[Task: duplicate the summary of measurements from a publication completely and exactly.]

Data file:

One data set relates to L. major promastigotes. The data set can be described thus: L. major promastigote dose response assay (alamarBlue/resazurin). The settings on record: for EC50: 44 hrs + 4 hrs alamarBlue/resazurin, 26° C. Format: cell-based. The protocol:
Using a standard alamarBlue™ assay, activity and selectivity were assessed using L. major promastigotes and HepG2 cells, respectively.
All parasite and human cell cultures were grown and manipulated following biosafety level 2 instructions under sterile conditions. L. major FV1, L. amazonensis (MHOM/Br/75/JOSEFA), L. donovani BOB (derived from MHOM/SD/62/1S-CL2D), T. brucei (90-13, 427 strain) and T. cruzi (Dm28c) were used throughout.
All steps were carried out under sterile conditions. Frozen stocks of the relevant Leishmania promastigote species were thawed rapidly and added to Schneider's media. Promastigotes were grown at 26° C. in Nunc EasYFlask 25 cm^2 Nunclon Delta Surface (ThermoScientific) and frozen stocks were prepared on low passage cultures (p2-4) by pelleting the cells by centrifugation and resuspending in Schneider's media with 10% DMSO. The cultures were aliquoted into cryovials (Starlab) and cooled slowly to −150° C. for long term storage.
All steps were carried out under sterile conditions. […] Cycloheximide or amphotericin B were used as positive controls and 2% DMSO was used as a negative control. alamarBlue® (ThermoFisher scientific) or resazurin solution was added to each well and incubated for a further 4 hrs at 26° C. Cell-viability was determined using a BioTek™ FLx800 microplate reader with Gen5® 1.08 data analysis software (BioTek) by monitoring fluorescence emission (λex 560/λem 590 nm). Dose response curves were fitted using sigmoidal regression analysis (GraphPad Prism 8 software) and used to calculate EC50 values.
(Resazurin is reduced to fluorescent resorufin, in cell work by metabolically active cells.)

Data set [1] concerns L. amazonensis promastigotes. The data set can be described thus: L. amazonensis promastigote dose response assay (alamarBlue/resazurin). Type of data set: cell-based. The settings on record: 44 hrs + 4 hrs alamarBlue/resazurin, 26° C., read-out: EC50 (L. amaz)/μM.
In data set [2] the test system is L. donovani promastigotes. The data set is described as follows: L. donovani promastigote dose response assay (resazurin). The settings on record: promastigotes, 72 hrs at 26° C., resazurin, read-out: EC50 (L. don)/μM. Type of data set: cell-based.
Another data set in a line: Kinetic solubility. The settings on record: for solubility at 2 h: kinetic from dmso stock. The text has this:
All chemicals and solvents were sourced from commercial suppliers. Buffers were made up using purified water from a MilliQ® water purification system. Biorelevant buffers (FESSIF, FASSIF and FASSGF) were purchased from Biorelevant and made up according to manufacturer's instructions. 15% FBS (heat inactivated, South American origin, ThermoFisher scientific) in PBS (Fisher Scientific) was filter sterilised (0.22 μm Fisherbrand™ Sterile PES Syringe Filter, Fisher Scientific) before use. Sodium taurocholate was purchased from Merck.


One data set relates to L. major promastigotes. The data set can be described thus: L. major promastigote dose response assay (alamarBlue/resazurin). The settings on record: for EC50: 44 hrs + 4 hrs alamarBlue/resazurin, 26° C. Format: cell-based. The protocol:
Using a standard alamarBlue™ assay, activity and selectivity were assessed using L. major promastigotes and HepG2 cells, respectively.
All parasite and human cell cultures were grown and manipulated following biosafety level 2 instructions under sterile conditions. L. major FV1, L. amazonensis (MHOM/Br/75/JOSEFA), L. donovani BOB (derived from MHOM/SD/62/1S-CL2D), T. brucei (90-13, 427 strain) and T. cruzi (Dm28c) were used throughout.
All steps were carried out under sterile conditions. Frozen stocks of the relevant Leishmania promastigote species were thawed rapidly and added to Schneider's media. Promastigotes were grown at 26° C. in Nunc EasYFlask 25 cm^2 Nunclon Delta Surface (ThermoScientific) and frozen stocks were prepared on low passage cultures (p2-4) by pelleting the cells by centrifugation and resuspending in Schneider's media with 10% DMSO. The cultures were aliquoted into cryovials (Starlab) and cooled slowly to −150° C. for long term storage.
All steps were carried out under sterile conditions. […] Cycloheximide or amphotericin B were used as positive controls and 2% DMSO was used as a negative control. alamarBlue® (ThermoFisher scientific) or resazurin solution was added to each well and incubated for a further 4 hrs at 26° C. Cell-viability was determined using a BioTek™ FLx800 microplate reader with Gen5® 1.08 data analysis software (BioTek) by monitoring fluorescence emission (λex 560/λem 590 nm). Dose response curves were fitted using sigmoidal regression analysis (GraphPad Prism 8 software) and used to calculate EC50 values.
(Resazurin is reduced to fluorescent resorufin, in cell work by metabolically active cells.)

Data set [1] concerns L. amazonensis promastigotes. The data set can be described thus: L. amazonensis promastigote dose response assay (alamarBlue/resazurin). Type of data set: cell-based. The settings on record: 44 hrs + 4 hrs alamarBlue/resazurin, 26° C., read-out: EC50 (L. amaz)/μM.
In data set [2] the test system is L. donovani promastigotes. The data set is described as follows: L. donovani promastigote dose response assay (resazurin). The settings on record: promastigotes, 72 hrs at 26° C., resazurin, read-out: EC50 (L. don)/μM. Type of data set: cell-based.
Another data set in a line: Kinetic solubility. The settings on record: for solubility at 2 h: kinetic from dmso stock. The text has this:
All chemicals and solvents were sourced from commercial suppliers. Buffers were made up using purified water from a MilliQ® water purification system. Biorelevant buffers (FESSIF, FASSIF and FASSGF) were purchased from Biorelevant and made up according to manufacturer's instructions. 15% FBS (heat inactivated, South American origin, ThermoFisher scientific) in PBS (Fisher Scientific) was filter sterilised (0.22 μm Fisherbrand™ Sterile PES Syringe Filter, Fisher Scientific) before use. Sodium taurocholate was purchased from Merck.